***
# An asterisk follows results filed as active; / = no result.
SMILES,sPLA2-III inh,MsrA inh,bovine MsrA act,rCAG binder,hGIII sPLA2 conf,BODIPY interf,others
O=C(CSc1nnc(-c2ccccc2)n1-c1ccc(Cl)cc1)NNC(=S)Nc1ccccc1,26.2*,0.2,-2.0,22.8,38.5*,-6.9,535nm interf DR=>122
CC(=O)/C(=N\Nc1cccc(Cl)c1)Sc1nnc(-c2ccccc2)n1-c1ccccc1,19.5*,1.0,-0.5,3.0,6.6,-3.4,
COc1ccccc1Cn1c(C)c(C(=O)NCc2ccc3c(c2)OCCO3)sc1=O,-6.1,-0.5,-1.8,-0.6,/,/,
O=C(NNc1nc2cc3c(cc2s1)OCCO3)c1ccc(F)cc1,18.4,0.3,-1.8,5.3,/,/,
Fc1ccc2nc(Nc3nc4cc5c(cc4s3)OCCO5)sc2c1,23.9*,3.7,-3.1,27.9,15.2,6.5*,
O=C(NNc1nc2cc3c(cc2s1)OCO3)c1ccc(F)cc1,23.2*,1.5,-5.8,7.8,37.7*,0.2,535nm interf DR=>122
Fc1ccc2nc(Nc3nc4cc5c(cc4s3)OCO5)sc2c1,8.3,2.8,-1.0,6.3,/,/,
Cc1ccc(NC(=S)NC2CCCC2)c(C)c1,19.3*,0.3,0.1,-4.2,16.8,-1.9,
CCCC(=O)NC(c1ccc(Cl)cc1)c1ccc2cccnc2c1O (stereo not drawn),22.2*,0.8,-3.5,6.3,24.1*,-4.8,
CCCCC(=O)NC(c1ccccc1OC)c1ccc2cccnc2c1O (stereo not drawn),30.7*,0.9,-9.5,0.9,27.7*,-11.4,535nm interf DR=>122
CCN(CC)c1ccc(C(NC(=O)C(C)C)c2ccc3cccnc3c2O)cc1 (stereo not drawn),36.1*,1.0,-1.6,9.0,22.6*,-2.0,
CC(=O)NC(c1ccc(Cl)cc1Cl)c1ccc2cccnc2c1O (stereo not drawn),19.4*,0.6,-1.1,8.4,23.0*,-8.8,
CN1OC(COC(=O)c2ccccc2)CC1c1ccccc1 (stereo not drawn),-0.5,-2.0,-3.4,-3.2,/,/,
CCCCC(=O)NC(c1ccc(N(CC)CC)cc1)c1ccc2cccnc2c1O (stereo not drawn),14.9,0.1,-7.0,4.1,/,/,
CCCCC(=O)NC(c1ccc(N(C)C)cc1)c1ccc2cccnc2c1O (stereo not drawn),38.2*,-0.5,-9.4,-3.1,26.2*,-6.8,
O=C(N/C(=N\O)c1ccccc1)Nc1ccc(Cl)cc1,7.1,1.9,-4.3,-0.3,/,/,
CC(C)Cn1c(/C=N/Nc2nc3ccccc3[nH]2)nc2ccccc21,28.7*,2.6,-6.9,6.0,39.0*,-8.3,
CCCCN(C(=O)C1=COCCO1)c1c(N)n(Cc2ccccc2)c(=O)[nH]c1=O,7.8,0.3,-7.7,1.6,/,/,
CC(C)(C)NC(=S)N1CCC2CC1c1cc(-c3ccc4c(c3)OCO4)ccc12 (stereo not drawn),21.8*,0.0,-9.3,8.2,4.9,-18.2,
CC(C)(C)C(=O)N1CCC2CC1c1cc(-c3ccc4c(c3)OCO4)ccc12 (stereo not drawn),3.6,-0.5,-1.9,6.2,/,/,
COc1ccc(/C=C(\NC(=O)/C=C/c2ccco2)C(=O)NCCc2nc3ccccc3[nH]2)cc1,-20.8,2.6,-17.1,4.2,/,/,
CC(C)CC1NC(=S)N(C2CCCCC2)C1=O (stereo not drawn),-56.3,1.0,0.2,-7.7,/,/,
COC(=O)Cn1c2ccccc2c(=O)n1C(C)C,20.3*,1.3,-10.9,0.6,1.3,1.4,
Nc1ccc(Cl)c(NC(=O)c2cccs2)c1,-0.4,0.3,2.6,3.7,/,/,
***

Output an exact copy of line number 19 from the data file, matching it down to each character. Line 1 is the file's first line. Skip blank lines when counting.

CC(C)Cn1c(/C=N/Nc2nc3ccccc3[nH]2)nc2ccccc21,28.7*,2.6,-6.9,6.0,39.0*,-8.3,